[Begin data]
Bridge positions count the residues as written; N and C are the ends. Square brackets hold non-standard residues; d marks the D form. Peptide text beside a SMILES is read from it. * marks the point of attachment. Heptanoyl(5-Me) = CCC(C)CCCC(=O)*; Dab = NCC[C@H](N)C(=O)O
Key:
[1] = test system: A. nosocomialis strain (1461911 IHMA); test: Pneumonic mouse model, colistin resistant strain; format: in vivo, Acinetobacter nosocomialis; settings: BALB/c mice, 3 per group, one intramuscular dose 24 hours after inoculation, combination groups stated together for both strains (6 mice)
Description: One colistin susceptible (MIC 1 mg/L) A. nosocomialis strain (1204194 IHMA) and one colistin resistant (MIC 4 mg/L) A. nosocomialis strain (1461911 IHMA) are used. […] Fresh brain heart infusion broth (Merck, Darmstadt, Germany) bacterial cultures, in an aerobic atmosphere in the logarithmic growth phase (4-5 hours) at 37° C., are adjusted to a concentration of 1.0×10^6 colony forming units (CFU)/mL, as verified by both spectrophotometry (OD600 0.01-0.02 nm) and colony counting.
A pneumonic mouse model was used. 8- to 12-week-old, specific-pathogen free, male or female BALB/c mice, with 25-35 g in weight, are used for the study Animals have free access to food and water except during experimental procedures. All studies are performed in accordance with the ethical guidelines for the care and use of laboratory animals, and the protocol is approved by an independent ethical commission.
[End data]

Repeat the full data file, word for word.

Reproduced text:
Bridge positions count the residues as written; N and C are the ends. Square brackets hold non-standard residues; d marks the D form. Peptide text beside a SMILES is read from it. * marks the point of attachment. Heptanoyl(5-Me) = CCC(C)CCCC(=O)*; Dab = NCC[C@H](N)C(=O)O
Key:
[1] = test system: A. nosocomialis strain (1461911 IHMA); test: Pneumonic mouse model, colistin resistant strain; format: in vivo, Acinetobacter nosocomialis; settings: BALB/c mice, 3 per group, one intramuscular dose 24 hours after inoculation, combination groups stated together for both strains (6 mice)
Description: One colistin susceptible (MIC 1 mg/L) A. nosocomialis strain (1204194 IHMA) and one colistin resistant (MIC 4 mg/L) A. nosocomialis strain (1461911 IHMA) are used. […] Fresh brain heart infusion broth (Merck, Darmstadt, Germany) bacterial cultures, in an aerobic atmosphere in the logarithmic growth phase (4-5 hours) at 37° C., are adjusted to a concentration of 1.0×10^6 colony forming units (CFU)/mL, as verified by both spectrophotometry (OD600 0.01-0.02 nm) and colony counting.
A pneumonic mouse model was used. 8- to 12-week-old, specific-pathogen free, male or female BALB/c mice, with 25-35 g in weight, are used for the study Animals have free access to food and water except during experimental procedures. All studies are performed in accordance with the ethical guidelines for the care and use of laboratory animals, and the protocol is approved by an independent ethical commission.